Patients given ‘out-of-date’ medication
Posted: August 1, 2014
Posted in: Medical Negligence
An investigation has been launched after it was discovered that the North East Ambulance Service Trust had administered out-of-date drugs to patients. The trust referred itself to the Health Care Watchdog after it was found that paramedics had been accidently giving patients out-of-date medicines. The error was highlighted in the trust’s routine audit, which found that 75 doses of morphine and diazepam had been given to patients, despite being passed their expiry date. A total of 26 paramedics had been involved in the administration of the drugs.
The trust stressed that none of the patients were put at risk because of the error, but only that the drugs might have been less effective due to their age. The trust immediately informed the Care Quality Commission and NHS regulator Monitor.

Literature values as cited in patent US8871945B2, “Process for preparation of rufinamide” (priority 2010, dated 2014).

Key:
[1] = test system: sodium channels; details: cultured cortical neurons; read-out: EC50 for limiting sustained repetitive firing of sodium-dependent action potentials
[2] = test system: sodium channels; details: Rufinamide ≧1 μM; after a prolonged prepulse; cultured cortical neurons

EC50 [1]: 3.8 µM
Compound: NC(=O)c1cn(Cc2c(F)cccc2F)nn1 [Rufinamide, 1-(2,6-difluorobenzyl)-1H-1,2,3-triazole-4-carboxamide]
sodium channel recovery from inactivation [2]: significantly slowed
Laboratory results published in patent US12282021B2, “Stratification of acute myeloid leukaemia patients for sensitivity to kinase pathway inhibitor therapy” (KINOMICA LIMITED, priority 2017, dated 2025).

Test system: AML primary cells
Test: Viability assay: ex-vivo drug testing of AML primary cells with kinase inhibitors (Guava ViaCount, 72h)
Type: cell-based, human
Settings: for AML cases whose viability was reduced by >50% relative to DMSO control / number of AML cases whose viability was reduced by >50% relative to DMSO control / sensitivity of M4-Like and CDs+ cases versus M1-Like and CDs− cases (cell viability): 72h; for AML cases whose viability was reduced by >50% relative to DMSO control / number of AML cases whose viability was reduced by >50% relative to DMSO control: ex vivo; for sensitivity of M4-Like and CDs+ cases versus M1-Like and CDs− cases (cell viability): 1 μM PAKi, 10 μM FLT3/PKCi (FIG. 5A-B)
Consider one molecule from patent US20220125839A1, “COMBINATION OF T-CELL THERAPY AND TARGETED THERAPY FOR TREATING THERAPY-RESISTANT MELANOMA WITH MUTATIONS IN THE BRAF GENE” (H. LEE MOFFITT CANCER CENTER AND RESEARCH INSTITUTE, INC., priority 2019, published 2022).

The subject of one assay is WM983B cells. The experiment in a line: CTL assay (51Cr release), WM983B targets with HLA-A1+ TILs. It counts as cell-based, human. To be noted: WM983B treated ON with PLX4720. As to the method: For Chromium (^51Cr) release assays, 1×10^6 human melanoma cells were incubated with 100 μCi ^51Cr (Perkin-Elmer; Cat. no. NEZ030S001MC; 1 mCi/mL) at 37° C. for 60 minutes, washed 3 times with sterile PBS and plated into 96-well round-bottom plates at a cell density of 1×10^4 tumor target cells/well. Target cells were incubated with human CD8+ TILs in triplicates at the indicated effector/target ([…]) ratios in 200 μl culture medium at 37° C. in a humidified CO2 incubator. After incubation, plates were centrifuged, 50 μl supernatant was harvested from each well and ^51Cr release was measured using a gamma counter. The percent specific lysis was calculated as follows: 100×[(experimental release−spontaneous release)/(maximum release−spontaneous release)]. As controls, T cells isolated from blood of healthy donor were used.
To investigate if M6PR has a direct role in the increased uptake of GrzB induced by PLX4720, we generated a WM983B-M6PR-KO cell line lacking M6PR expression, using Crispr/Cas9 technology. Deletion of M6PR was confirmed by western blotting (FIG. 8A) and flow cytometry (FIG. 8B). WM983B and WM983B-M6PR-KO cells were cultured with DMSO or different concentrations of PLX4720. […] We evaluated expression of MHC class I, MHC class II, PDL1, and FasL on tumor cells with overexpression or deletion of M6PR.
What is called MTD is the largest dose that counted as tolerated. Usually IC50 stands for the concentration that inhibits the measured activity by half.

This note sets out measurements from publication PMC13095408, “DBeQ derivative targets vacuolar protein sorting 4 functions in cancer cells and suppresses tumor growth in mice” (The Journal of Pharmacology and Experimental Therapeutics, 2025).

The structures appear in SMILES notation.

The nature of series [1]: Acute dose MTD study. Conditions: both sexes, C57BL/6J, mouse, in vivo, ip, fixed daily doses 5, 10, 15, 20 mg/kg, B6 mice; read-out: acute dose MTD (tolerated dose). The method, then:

A spokesman from the Royal Pharmaceutical Society said that the trust now have the responsibility of carrying out a “thorough investigation” to find out how this error occurred. The problem was highlighted in a routine audit by the trust, which found that Morphine, Oramorph oral suspension and Diazamuls were passed their expiry date when administered to patients.
A statement from the trust read: “Since the error came to light we have tightened-up our controlled medicines checking procedures.”
Earlier this year, inspectors from the CQC raised concerns surrounding shortfalls in the management of medicines at the trust. A spokesman said that follow-up inspections would be organised.
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